Case study 03

Professor Dr Carsten Welsch

QUASAR group

Graphic of particles

Professor Dr Carsten Welsch, a leading expert in accelerator science and technology, outlines his concerns about the potential damage that could result from the UK leaving the EU.

Students and researchers are extremely concerned about the implications of Brexit for the international positioning of UK science, according to Professor Dr Carsten Welsch, an expert in accelerator science and technology.

Carsten, head of the physics department and leader of the QUASAR group based at Liverpool University, was speaking to Prospect in a personal capacity about the potential impact of the EU referendum result on this area of science.

Several of the projects he heads come under the auspices of the Science and Technology Facilities Council, where Prospect has more than 400 members across five UK sites.

The QUASAR group’s research falls under the umbrella of the Cockcroft Institute, an international centre of excellence in accelerator science and technology, part of SciTech Daresbury (Cheshire).

Carsten has been a partner in many national and international research projects and has co-ordinated nine EU projects to date.

In particular, for many years he has initiated and led several large-scale European training networks to educate the next generation of accelerator scientists and technologists.

But he warns that since the referendum result, students, as well as postdoctoral researchers considering coming to the UK have been taking a more negative view. Furthermore, existing researchers are now thinking of leaving the UK, which would result in a loss of excellent talent.

“Uncertainty over funding is already having a negative impact on European initiatives,” he says.

“Funding proposals not only have to make the scientific case, but also to set out a vision for development of the work beyond the lifetime of the particular grant.

“Nobody can say what the relationship between the UK and the EU – as well as between the UK and other countries – will be in five years’ time and this makes writing about the long-term vision and impact almost impossible.”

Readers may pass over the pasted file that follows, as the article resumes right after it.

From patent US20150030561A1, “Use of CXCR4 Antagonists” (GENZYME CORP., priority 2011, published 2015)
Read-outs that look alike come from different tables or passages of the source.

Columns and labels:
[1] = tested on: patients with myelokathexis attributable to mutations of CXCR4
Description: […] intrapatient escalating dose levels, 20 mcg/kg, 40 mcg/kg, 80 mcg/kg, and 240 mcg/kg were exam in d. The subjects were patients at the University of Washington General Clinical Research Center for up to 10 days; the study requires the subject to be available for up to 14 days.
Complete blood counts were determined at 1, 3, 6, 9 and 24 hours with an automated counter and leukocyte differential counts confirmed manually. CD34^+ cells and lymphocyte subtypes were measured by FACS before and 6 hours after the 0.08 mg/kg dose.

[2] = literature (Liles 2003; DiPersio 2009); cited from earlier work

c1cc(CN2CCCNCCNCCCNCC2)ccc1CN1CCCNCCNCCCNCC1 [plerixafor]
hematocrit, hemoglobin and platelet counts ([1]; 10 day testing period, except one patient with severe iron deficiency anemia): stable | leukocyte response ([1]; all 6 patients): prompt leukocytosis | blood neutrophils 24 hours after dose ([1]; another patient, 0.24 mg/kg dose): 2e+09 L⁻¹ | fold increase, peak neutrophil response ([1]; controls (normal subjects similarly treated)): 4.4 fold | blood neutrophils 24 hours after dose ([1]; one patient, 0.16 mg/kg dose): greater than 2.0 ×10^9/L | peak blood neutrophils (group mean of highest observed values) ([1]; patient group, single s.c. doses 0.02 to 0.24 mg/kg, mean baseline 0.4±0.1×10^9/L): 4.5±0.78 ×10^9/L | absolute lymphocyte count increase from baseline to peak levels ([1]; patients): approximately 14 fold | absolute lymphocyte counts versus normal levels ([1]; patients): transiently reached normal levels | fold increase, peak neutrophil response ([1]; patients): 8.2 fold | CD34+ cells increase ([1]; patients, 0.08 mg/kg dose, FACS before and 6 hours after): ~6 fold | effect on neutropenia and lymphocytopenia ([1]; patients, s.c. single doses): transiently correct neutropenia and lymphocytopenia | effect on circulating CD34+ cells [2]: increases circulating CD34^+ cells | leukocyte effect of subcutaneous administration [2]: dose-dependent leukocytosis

Co-ordinators of project proposals are expected to take responsibility for developing such a vision but it has proved difficult since the referendum result, especially in highly competitive research fields.

“The truth is that scientists in the UK can’t currently do this. Therefore, proposals are much less likely to be led by UK institutions and scientists post-referendum,” says Carsten.

Yet European funding has been crucial for the international positioning of his own research, which has led to more than €25m in funding from the EU.

“In some years as much as 80% of our funding has been sourced from the EU,” says Carsten. “It is not clear whether it will be possible to secure alternative funding at this level.

“Furthermore, accelerator science depends on international collaboration – no single institute dominates and many countries need to work together in order to push the current science and technology limits. In this regard the prognosis for the UK is gloomy.”

The UK is currently a member of a large number of international collaborations. These include CERN – the European Organisation for Nuclear Research – where physicists and engineers are probing the fundamental structure of the universe.

They use the world’s largest and most complex scientific instruments to study the basic constituents of matter – the fundamental particles. The process gives the physicists clues about how the particles interact, and provides insights into the fundamental laws of nature.

The instruments used at CERN are purpose-built particle accelerators and detectors. Accelerators boost beams of particles to high energies before the beams are made to collide with each other or with stationary targets. Detectors observe and record the results of these collisions.

Founded in 1954, the CERN laboratory is based on the French-Swiss border near Geneva. It was one of Europe’s first joint ventures and now has 22 member states, including some from outside the EU.
Carsten fears that in the light of the Brexit vote, Britain might not only position itself differently to the EU, but might also reconsider some of its long-standing international partnerships.

On the question of international mobility, he is surprised that the government has not made a more clear commitment to keeping exceptional talent in the UK.

“The feeling is that the government is using people as bargaining chips in their negotiations with the EU,” he says. He believes the government needs to make a clear statement that protects the rights of EU nationals throughout the negotiating process.

It is vital that the UK retains access to funding from the large EU Horizon 2020 research and innovation programme and its successor. Horizon 2020 has nearly €80bn of funding available over seven years (2014-2020) – money that will also attract private investment. At the minimum the UK should become an associate partner in this programme, Carsten believes.

Finally, everyone needs to feel safe and secure where they work, he says in response to the reported increases in racist attacks and unwelcoming attitudes to foreign nationals since the referendum result. This could drive people away from the UK, he warns, leading to a great loss of talent.

Ultimately, he adds: “Scientists need to know that access to funding will be available for them to realise their research vision. The UK has been a fantastic place to do world-class research and the government now needs to ensure that this is not put at risk in the upcoming negotiations with the EU.”